I spent 15 years as a classroom teacher. Part of my daily work included teaching students how to learn. When I first began working with students outside of the classroom, I observed just how widespread this need had grown. Teachers, experts in their subject areas, presumed students learn the skills and behaviors inherent to learning somewhere else along the way. Indeed, some kids had. But many (many) kids had not. And guess what, some of their teachers had not either.
I began teaching students these skills more directly. It’s a bit of an art/tap dance involving folding these skills into what they already must do for school because, honestly, few subjects are more mind-numbingly dull than learning how to check what work is due, read directions, or remember to actually turn in the work you completed. If your kids have balked at this work with others in the past that’s likely why. That said, I do it with kids, and I do it pretty successfully!
One day, during remote learning, a parent asked me to work with her frustrated and underwhelmed kid who felt disengaged in school. He also struggled with executive functioning. I felt pretty confident that he needed more fun than I could generate even with my most animated self. It’s not easy to compete online with video games, I said. I knew Bryan could offer something with technology which would likely engage more. And then, an idea was born.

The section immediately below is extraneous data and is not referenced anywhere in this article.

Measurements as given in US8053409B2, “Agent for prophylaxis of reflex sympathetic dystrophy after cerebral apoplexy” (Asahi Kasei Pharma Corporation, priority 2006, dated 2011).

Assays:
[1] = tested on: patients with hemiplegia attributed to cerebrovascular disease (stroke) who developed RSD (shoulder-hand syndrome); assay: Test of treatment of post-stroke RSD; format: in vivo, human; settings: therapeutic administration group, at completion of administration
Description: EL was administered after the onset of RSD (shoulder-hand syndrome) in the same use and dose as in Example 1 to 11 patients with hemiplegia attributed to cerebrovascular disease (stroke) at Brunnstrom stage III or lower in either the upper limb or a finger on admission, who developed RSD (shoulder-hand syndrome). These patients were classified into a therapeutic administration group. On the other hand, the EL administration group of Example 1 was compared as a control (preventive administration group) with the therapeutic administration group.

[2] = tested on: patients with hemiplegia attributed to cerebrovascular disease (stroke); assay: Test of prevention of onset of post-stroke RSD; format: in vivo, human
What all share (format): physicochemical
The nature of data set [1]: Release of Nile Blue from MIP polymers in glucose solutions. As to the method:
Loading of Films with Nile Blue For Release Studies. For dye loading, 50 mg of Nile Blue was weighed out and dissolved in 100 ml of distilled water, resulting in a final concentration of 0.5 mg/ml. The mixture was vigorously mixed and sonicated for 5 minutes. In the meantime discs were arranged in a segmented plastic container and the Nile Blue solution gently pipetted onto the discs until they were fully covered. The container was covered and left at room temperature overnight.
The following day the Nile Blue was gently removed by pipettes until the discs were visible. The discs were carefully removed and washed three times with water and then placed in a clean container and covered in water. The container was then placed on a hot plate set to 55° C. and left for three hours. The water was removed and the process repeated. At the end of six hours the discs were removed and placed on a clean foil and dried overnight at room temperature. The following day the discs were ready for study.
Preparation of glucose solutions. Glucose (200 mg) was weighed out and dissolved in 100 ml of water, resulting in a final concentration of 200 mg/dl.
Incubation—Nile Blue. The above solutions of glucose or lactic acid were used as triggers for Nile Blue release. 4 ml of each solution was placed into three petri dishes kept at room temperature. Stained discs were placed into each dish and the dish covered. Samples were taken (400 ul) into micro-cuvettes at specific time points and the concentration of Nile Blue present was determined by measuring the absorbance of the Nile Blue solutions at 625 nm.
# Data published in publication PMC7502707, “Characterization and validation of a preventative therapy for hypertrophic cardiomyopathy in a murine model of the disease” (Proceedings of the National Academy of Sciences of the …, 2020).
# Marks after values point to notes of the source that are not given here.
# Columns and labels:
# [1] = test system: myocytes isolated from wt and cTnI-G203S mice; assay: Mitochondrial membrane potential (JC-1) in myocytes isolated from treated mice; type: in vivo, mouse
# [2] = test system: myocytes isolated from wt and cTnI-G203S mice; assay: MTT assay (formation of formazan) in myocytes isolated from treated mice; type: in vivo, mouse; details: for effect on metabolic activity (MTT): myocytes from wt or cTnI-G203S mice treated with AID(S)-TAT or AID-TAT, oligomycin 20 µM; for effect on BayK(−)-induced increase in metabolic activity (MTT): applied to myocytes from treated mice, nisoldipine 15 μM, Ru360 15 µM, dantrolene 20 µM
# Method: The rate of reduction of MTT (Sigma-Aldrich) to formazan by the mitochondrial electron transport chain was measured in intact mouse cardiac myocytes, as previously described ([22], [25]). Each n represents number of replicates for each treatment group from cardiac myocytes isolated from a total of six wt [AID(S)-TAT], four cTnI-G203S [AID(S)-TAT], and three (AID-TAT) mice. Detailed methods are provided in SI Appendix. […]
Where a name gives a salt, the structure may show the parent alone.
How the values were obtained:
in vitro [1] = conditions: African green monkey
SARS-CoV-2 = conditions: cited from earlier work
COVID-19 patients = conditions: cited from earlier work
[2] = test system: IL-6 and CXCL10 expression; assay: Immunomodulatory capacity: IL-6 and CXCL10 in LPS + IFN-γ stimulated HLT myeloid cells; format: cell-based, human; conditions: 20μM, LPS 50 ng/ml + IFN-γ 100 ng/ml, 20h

Video games can have the singular appeal of luring the happy player into blowing up aliens and eating power pellets, or offer opportunities to develop and practice useful skills such as mindfulness, patience, logic, and sequencing — the cornerstones of executive functioning. So, what if we combined the two? Minecraft offered the way.
RE/EDUCATION, LLC still offers traditional support for executive functioning with students. But we also provide an innovative program in which we approach this issue collaboratively with students in Minecraft. We follow students’ interests and build stories and games of their design, block by block in an immersive three-dimensional space.
Fostering the habits of mind students require for their working memories, flexible thinking, and self control, we help students to be better able to apply these same skills when it’s time to face less pleasant tasks.
Minecraft Executive Functioning We Offer allows kids to develop areas of executive functioning such as:
- Working memory
- Flexible thinking
- Planning for the future
- Time management
- Starting tasks
- Following through on tasks to completion
- Confidence building
- Positive self-talk
Traditional Executive Functioning Work We Offer with students and their homework:
All of the above areas! It’s not as fun as playing Minecraft. But sometimes a kid’s gotta get her homework done–tomorrow! Or pass a test next week. Or dig out that smelly sandwich from her locker to find a missing worksheet. So, we offer this service as well.